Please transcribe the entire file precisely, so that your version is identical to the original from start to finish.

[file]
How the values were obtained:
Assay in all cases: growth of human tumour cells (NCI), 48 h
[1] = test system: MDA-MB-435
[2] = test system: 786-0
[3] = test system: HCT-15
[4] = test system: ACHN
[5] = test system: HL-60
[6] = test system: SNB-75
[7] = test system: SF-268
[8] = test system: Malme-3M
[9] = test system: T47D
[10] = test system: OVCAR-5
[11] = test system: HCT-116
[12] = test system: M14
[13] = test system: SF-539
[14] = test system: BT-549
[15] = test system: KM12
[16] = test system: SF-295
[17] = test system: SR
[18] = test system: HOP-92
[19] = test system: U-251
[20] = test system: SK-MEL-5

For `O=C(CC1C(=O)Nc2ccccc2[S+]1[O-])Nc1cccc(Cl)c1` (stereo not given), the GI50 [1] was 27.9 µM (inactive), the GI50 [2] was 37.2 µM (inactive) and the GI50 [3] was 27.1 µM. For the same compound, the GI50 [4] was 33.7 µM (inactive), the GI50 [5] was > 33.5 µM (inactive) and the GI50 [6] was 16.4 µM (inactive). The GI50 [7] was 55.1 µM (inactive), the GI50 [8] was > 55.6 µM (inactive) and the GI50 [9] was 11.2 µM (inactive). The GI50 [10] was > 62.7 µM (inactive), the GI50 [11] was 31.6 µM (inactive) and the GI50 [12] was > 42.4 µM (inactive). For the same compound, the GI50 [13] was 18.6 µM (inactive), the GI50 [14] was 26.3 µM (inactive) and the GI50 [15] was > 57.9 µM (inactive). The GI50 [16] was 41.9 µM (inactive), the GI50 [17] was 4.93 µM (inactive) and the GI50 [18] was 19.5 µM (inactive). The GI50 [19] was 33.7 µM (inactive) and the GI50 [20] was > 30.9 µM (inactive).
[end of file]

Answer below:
How the values were obtained:
Assay in all cases: growth of human tumour cells (NCI), 48 h
[1] = test system: MDA-MB-435
[2] = test system: 786-0
[3] = test system: HCT-15
[4] = test system: ACHN
[5] = test system: HL-60
[6] = test system: SNB-75
[7] = test system: SF-268
[8] = test system: Malme-3M
[9] = test system: T47D
[10] = test system: OVCAR-5
[11] = test system: HCT-116
[12] = test system: M14
[13] = test system: SF-539
[14] = test system: BT-549
[15] = test system: KM12
[16] = test system: SF-295
[17] = test system: SR
[18] = test system: HOP-92
[19] = test system: U-251
[20] = test system: SK-MEL-5

For `O=C(CC1C(=O)Nc2ccccc2[S+]1[O-])Nc1cccc(Cl)c1` (stereo not given), the GI50 [1] was 27.9 µM (inactive), the GI50 [2] was 37.2 µM (inactive) and the GI50 [3] was 27.1 µM. For the same compound, the GI50 [4] was 33.7 µM (inactive), the GI50 [5] was > 33.5 µM (inactive) and the GI50 [6] was 16.4 µM (inactive). The GI50 [7] was 55.1 µM (inactive), the GI50 [8] was > 55.6 µM (inactive) and the GI50 [9] was 11.2 µM (inactive). The GI50 [10] was > 62.7 µM (inactive), the GI50 [11] was 31.6 µM (inactive) and the GI50 [12] was > 42.4 µM (inactive). For the same compound, the GI50 [13] was 18.6 µM (inactive), the GI50 [14] was 26.3 µM (inactive) and the GI50 [15] was > 57.9 µM (inactive). The GI50 [16] was 41.9 µM (inactive), the GI50 [17] was 4.93 µM (inactive) and the GI50 [18] was 19.5 µM (inactive). The GI50 [19] was 33.7 µM (inactive) and the GI50 [20] was > 30.9 µM (inactive).